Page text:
Kemp Said He “Didn’t Know” COVID-19 Transmits Asymptomatically, Despite Months of Warnings From National Health Officials

April 2, 2020

Kemp failed to act on basic information on COVID-19 as Georgia is “among the worst in the nation” for pandemic preparedness

ATLANTA – At yesterday’s press conference, just a short distance away from the Center for Disease Control, Governor* Brian Kemp finally established a statewide stay at home order and attempted to justify his “too little too late” coronavirus response by saying he “didn’t know” the virus could be spread through asymptomatic transmission — despite leading health officials including Dr. Anthony Fauci briefing Americans on asymptomatic transmission as early as January 31st

After being questioned about his late response by a reporter, Kemp called asymptomatic transmission a “revelation and a game changer,” and said: 

“Finding out that this virus is now transmitting before people see signs…well we didn’t know that until the last 24 hours” 

Kemp’s admission reveals that he and his administration hadn’t been listening to the health officials, including members of the White House coronavirus task force, who have been sharing that information for months:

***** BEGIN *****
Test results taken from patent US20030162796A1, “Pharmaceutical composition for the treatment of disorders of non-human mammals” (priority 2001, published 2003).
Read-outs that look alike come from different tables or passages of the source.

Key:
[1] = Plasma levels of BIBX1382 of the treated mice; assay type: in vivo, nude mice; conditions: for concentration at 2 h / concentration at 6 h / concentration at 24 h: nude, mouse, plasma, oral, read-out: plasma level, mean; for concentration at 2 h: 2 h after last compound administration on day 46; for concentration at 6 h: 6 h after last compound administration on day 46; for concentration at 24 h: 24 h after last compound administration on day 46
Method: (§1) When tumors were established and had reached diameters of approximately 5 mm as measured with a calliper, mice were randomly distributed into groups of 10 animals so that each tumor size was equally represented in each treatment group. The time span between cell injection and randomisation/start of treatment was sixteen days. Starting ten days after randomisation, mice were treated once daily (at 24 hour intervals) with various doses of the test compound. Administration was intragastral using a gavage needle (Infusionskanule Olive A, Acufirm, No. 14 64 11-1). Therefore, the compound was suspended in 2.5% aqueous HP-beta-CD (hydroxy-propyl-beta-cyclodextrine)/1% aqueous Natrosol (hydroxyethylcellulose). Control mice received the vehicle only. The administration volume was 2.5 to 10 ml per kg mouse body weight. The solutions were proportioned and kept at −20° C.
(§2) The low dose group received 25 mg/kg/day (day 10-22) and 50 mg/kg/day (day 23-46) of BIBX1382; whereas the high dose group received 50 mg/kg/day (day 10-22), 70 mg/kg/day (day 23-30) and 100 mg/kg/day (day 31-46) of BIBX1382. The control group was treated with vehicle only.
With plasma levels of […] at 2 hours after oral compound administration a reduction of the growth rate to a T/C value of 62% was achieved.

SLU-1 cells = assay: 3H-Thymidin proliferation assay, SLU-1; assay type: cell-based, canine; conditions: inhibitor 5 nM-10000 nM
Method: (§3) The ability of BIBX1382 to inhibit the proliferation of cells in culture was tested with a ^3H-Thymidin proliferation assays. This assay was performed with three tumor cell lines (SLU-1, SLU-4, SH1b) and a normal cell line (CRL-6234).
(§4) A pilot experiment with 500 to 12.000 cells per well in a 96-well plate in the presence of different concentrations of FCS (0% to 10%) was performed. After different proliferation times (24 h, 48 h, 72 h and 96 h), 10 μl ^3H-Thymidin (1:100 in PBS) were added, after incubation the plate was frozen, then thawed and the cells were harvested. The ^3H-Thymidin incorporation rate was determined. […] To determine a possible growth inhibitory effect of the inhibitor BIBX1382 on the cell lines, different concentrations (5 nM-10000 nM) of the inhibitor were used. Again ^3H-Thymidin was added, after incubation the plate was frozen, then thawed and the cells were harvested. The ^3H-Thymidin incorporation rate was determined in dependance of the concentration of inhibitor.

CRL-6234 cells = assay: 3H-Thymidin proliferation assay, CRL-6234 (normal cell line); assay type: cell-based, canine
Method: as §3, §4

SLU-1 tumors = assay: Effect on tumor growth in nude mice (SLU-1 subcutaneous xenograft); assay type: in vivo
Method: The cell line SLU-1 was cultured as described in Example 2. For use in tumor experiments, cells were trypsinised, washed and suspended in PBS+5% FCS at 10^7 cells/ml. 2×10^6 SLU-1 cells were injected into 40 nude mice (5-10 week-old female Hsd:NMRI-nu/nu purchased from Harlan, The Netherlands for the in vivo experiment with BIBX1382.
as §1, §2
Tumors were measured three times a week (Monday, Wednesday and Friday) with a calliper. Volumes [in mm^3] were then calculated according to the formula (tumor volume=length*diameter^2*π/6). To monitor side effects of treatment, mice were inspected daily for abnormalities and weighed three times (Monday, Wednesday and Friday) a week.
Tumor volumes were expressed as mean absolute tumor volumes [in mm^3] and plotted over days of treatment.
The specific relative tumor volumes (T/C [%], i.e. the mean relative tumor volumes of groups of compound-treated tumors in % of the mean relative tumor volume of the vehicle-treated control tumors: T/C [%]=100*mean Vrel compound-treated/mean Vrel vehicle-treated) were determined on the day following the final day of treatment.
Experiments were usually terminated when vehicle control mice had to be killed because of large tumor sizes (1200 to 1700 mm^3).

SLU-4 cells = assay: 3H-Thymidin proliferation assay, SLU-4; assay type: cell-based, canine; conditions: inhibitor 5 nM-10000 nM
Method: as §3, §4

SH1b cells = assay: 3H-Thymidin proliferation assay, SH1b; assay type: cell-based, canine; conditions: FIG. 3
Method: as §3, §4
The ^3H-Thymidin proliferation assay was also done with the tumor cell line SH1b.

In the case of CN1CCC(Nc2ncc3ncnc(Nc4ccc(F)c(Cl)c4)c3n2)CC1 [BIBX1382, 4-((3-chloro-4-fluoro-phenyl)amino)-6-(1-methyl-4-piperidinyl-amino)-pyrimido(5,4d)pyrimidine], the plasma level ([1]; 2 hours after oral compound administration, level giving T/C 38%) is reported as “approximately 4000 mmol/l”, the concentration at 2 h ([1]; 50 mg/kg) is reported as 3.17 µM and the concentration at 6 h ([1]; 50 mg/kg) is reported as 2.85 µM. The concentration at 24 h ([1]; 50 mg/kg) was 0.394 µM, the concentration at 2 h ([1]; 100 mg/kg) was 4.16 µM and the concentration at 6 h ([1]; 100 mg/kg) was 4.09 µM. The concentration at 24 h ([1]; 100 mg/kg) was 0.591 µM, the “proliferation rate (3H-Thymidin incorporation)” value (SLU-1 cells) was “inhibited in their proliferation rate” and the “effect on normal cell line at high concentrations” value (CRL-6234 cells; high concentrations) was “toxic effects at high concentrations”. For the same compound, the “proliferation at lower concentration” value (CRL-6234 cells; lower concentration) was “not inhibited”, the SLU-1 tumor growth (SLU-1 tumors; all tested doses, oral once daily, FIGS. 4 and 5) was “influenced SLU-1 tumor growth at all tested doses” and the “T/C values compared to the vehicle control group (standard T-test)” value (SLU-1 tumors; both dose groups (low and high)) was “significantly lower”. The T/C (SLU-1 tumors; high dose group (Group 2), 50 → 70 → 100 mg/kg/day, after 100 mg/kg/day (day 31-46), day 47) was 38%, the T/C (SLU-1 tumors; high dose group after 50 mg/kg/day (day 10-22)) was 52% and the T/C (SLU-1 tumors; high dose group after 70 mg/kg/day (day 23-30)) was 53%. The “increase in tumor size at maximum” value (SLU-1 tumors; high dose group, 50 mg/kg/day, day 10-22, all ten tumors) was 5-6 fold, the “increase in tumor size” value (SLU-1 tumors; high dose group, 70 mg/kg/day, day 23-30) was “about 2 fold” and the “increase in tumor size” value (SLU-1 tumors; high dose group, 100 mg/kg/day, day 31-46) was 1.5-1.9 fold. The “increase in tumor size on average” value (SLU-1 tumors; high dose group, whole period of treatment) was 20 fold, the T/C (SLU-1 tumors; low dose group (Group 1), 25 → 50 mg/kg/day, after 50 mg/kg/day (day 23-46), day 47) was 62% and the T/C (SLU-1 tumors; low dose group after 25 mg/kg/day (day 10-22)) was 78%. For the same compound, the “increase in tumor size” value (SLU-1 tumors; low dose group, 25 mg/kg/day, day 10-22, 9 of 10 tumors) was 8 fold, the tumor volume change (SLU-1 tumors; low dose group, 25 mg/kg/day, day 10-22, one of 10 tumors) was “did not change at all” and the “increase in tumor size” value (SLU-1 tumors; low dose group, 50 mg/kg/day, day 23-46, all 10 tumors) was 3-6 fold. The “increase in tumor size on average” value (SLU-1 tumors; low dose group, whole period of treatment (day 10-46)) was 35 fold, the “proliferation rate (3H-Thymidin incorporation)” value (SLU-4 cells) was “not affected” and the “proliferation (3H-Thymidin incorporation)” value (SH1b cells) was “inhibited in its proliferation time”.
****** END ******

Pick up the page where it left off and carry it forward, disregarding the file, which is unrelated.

• In late January, Dr. Anthony Fauci testified that we “absolutely” know that asymptomatic people can spread the virus while asymptomatic. 
  • In February, major national news outlets reported that asymptomatic people were transmitting the virus. By early March, Kemp’s hometown paper was warning people of asymptomatic spread. 
  • On March 1st, the Center for Disease Control, which is based in Atlanta, issued guidance stating that asymptomatic people can spread the coronavirus.  
  • By mid-March, White House task force members were directly saying that asymptomatic transmission was an “increasing concern” and directly warning young people to stay home because they can transmit the virus asymptomatically. 

Kemp’s failure to learn basic information about COVID-19 has  put Georgia weeks behind in basic preparedness for the pandemic as local governments have had to take measures into their own hands, leading to a patchwork of responses throughout the state. Now, Georgia is struggling to procure much-needed medical supplies as the state is forced to “play catch up in coronavirus testing.” The Atlanta Journal-Constitution editorial board says it best: 

Kemp will have to live with these facts: He was slow to act in a state where the statistics on this pandemic are among the worst in the nation; his delayed action almost certainly means things will be worse than they might have been in Georgia.

Health officials knew. Americans knew. Brian Kemp failed to act, and now Georgians are paying the price. 


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